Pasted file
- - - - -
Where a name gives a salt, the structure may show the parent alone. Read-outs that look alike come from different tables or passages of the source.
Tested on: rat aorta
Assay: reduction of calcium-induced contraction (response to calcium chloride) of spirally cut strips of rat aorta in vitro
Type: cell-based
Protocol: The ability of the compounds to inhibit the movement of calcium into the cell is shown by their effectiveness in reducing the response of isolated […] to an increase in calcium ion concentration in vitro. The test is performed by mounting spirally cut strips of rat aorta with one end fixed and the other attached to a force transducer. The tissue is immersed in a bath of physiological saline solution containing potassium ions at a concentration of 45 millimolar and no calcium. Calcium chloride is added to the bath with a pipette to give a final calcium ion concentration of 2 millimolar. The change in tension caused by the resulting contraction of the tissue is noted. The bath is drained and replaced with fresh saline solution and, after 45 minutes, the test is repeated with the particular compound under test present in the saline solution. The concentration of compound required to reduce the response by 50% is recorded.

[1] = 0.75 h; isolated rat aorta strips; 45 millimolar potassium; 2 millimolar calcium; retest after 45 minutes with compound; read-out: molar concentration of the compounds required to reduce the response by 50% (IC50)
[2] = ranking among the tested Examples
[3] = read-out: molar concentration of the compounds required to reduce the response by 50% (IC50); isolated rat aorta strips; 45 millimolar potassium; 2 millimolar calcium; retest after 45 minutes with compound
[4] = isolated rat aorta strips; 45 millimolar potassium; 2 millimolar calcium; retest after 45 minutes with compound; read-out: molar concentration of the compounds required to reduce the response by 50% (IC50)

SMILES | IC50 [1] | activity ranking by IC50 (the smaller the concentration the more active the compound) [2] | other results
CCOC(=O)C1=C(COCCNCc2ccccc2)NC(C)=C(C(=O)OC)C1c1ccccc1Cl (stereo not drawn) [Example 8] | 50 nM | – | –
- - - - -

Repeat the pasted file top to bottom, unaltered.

Where a name gives a salt, the structure may show the parent alone. Read-outs that look alike come from different tables or passages of the source.
Tested on: rat aorta
Assay: reduction of calcium-induced contraction (response to calcium chloride) of spirally cut strips of rat aorta in vitro
Type: cell-based
Protocol: The ability of the compounds to inhibit the movement of calcium into the cell is shown by their effectiveness in reducing the response of isolated […] to an increase in calcium ion concentration in vitro. The test is performed by mounting spirally cut strips of rat aorta with one end fixed and the other attached to a force transducer. The tissue is immersed in a bath of physiological saline solution containing potassium ions at a concentration of 45 millimolar and no calcium. Calcium chloride is added to the bath with a pipette to give a final calcium ion concentration of 2 millimolar. The change in tension caused by the resulting contraction of the tissue is noted. The bath is drained and replaced with fresh saline solution and, after 45 minutes, the test is repeated with the particular compound under test present in the saline solution. The concentration of compound required to reduce the response by 50% is recorded.

[1] = 0.75 h; isolated rat aorta strips; 45 millimolar potassium; 2 millimolar calcium; retest after 45 minutes with compound; read-out: molar concentration of the compounds required to reduce the response by 50% (IC50)
[2] = ranking among the tested Examples
[3] = read-out: molar concentration of the compounds required to reduce the response by 50% (IC50); isolated rat aorta strips; 45 millimolar potassium; 2 millimolar calcium; retest after 45 minutes with compound
[4] = isolated rat aorta strips; 45 millimolar potassium; 2 millimolar calcium; retest after 45 minutes with compound; read-out: molar concentration of the compounds required to reduce the response by 50% (IC50)

SMILES | IC50 [1] | activity ranking by IC50 (the smaller the concentration the more active the compound) [2] | other results
CCOC(=O)C1=C(COCCNCc2ccccc2)NC(C)=C(C(=O)OC)C1c1ccccc1Cl (stereo not drawn) [Example 8] | 50 nM | – | –